The conjecture states that every non-empty finite subset $L$ of $\mathbf N_{\ge 2}$ belongs to the system of sets of lengths of $\mathcal P_{{\rm fin},0}(\mathbf N)$; that is, there exists a finite subset $X$ of $\mathbf N$ with $0 \in X$ such that $k \in L$ if and only if $X = A_1 + \cdots + A_k$ for some atoms $A_1, \ldots, A_k$ of $\mathcal P_{{\rm fin},0}(\mathbf N)$. Not much is known about this problem, apart from the fact that the conjecture is true when $L$ is either the (discrete) interval $[\![2, n ]\!]$, the singleton $\{n\}$, or the two-element set $\{2, n+1\}$, where $n$ is an arbitrary integer $\ge 2$. Related questions are discussed in

- Antoniou and T.,
*On the Arithmetic of Power Monoids and Sumsets in Cyclic Groups*, Pacific J. Math. 312 (2021), No. 2, 279-308,

where, in particular, one can read a lot more about *minimal* atomic factorizations in the restricted power monoid of a *finite* group (see Note (3)).

◇ **Questions (freely quoted from the OP).**

Q1: *Have indecomposable subsets of the non-negative integers been studied before?*

All sorts of questions about atomic factorizations require, in the first place, an adequate understanding of the atoms of the monoid under consideration. So I'd say that the answer to this question is rather yes than no.

Q2: *Are there nice characterizations of the indecomposable subsets of the non-negative integers?*

I'm afraid this question is hopeless, at least if taken literally. In a sense (see the next question), there are way too many atoms in $\mathcal P_{{\rm fin}, 0}(\mathbf N)$ for any *sensible* characterization to be feasible. However, it's possible to construct (infinite) families of "well-structured atoms", which can often be used to prove a number of cute little things; the two papers cited in the section "Power monoids" discuss some of these constructions.

Q3: *Is there anything in the know about the number of indecomposable subsets of the non-negative integers whose maximum is $\leq n$?*

Given $n \in \mathbf N$, let $\alpha(n)$ be the number of atoms of $\mathcal P_{{\rm fin}, 0}(\mathbf N)$ in the interval $[\![0, n ]\!]$. Qinghai Zhong and I have a manuscript (resting in peace in our drawers for a couple of years or so) where we prove a lower bound on $\alpha(n)$ that, in particular, implies that $\alpha(n)/2^n \to 1$ as $n \to \infty$. This is a "density result", suggesting that most elements of $\mathcal P_{{\rm fin}, 0}(\mathbf N)$ are in fact atoms (note that $2^n$ is the total number of subsets of $[\![0, n ]\!]$ containing $0$).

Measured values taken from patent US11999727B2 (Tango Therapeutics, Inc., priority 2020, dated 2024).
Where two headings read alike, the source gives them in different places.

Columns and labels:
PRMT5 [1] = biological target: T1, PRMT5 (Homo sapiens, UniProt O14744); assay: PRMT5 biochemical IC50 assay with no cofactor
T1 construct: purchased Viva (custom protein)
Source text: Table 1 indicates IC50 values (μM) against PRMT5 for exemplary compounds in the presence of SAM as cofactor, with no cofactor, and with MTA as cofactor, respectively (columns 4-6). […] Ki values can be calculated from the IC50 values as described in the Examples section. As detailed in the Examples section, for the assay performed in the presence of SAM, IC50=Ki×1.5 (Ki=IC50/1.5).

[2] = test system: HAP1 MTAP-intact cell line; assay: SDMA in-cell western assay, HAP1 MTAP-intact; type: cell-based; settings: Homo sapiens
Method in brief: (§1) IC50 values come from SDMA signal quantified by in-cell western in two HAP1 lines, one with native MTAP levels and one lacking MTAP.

◇ **Notes.**

(0) A *unit* of $H$ is an element $u \in H$ with $uv = vu = 1_H$ for some $v \in H$, where $1_H$ is the identity of $H$; and a *non-unit* is, unsurprisingly, an element that is not a unit.

(1) Out of the "comfort zone" of integral domains (and, more generally, of commutative "nearly cancellative" monoids), it is useful and, to some extent, even necessary to distinguish atoms from the related notion of "irreducible", where we take an *irreducible* of $H$ to be a non-unit element $a \in H$ such that, if $a = xy$ for some $x, y \in H$, then either $a$ and $x$ generate the same principal $s$-ideal (i.e., $HaH = HxH$), or so do $a$ and $y$. To my knowledge, the significance of this distinction was first realized by D.D. Anderson and S. Valdes-Leon in

*Factorization in commutative rings with zero divisors*, Rocky Mountain J. Math. 26 (1996), No. 2, 439-480.

However, Anderson and Valdes-Leon's paper (as most of the papers in this business) is entirely about the case where $H$ is a *commutative* monoid (more precisely, the multiplicative monoid of a commutative ring). For the non-commutative part of the story and beyond, I can only address the interested reader to a recent preprint of mine on monoids and preorders (arXiv link).

(2) In this context, $\pi_H$ is usually referred to as the *factorization homomorphism* of $H$.

(3) Power monoids are "highly non-cancellative" monoids, so much so that the classical theory of factorization breaks down dramatically when applied to them (if, for instance, $H$ is a finite monoid, then $XH = HX = H$ for every non-empty $X \subseteq H$); this "conceptual breakdown" doesn't even spare the notion of atomic factorization defined in the section "Pills of factorization theory", which has eventually led to the introduction of the refined notion of *minimal* atomic factorization in the PJM paper I'm referring to. The good news is that $\mathcal P_{{\rm fin}, 0}(\mathbf N)$ is commutative and "nearly cancellative", which implies that, in this particular case, atomic factorizations and minimal atomic factorizations are one and the same thing.